Massimo was present at the test last week, had his photo taken with Dr. Rossi, and can be seen in the background with his wife Sofia in several news videos that are online. They were even visible in one shot on the national news televised in Italy. Perhaps some day soon he can say that he was a witness to history in the making.

Andrea Rossi (on the left) with Massimo
Since science isn't my field, I won't attempt to explain how the E-Cat works, and I have not been able to fully comprehend the implications that this invention could have for the world. But some say that if Rossi's invention actually works, it will be the most important invention in all of human history.

Tuesday, October 25, 2011

A special kind of treasure

One of the treasures I brought home from Italy this year is a small bottle of homemade balsamic vinegar, made by my friend Marvi in Modena. To give you an idea of how small the bottle is, the photo below shows it sitting next to my Bialetti Moka Express coffeemaker. So I'm using the vinegar sparingly, a few delicious drops at a time.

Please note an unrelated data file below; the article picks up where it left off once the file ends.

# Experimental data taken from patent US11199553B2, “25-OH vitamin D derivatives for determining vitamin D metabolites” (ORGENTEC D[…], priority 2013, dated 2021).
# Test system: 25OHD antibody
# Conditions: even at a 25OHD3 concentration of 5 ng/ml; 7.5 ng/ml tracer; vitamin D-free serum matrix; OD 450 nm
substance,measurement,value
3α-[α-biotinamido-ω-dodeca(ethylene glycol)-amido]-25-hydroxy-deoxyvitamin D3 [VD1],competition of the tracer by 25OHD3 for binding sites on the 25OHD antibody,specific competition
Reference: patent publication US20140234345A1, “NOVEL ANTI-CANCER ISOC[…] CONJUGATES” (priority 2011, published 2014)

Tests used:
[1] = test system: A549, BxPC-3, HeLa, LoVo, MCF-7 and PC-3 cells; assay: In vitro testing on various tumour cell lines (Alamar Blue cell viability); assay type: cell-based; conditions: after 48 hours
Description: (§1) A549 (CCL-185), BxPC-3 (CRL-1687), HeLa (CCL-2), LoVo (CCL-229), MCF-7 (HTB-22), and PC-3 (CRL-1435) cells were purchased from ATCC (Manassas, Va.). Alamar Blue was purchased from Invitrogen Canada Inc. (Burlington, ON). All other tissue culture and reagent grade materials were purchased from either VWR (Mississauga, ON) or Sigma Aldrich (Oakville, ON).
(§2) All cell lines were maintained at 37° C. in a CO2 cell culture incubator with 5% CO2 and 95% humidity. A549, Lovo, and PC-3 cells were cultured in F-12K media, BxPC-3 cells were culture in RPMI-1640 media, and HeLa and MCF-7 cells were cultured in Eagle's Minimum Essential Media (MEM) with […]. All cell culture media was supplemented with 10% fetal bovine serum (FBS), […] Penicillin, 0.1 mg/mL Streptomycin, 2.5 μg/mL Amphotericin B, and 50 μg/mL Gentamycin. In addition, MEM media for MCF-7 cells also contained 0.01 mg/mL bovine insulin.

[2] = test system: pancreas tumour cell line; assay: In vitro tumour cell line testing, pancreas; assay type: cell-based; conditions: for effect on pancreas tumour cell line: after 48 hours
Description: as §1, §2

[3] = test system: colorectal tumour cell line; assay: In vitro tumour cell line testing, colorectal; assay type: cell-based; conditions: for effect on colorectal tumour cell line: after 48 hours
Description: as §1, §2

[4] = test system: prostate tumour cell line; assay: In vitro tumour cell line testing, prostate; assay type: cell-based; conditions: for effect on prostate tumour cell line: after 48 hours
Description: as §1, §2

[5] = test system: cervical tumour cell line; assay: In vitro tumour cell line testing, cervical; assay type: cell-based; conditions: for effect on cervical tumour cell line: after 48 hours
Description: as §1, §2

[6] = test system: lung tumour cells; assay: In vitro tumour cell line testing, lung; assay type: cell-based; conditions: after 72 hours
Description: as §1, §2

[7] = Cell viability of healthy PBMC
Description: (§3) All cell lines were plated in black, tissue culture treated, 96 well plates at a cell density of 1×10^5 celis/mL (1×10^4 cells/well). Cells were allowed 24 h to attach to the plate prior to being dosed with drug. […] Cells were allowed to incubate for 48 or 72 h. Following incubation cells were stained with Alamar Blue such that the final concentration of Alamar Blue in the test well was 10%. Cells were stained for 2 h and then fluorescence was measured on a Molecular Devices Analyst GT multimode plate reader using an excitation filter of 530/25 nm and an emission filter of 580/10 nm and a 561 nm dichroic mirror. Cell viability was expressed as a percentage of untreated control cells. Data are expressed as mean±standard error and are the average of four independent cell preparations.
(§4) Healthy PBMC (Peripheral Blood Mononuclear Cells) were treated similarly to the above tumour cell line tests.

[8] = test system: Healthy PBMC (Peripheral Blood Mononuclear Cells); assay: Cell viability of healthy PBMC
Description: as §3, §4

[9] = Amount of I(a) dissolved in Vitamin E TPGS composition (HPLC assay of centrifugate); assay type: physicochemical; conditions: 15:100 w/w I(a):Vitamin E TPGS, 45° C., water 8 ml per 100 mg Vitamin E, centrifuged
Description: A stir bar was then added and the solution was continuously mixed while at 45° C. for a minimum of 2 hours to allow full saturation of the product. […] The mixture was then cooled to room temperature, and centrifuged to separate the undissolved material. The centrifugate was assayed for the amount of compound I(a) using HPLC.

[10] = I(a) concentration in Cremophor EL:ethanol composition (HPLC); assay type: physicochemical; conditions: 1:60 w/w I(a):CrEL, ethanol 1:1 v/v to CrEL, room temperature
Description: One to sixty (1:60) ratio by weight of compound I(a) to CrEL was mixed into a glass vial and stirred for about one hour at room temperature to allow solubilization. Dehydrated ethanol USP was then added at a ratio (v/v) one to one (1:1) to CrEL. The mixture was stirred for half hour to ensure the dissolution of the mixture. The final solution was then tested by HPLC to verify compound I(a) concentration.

the bottle seems dwarfed by the Bialetti
One way that I can do this is by pouring a few drops of the intensely flavored, thick, syrupy liquid over jagged pieces of authentic Parmigiano Reggiano cheese. Squisito!

Parmigiano Reggiano con l'aceto balsamico di Modena

I was telling Marco and Marvi that I used their l'aceto sparingly, and they laughed, telling me not to worry: when the bottle is empty, I simply need to come back to Modena to fill 'er up again!

All in good time. Meanwhile, the weather is still warm and sunny here, and I have time to work in the yard and watch the leaves changing colors.

(While visiting me in Zagarolo, Marvi brought with her a small bottle of l'aceto balsamico made from the family's 30-year-old stash of grape must. For those who don't know, Modena is famous for its balsamic vinegar, and the best variety, aged at least for 20 years, is VERY expensive. Most versions of balsamic vinegar in the U.S. have little relation to the real stuff. )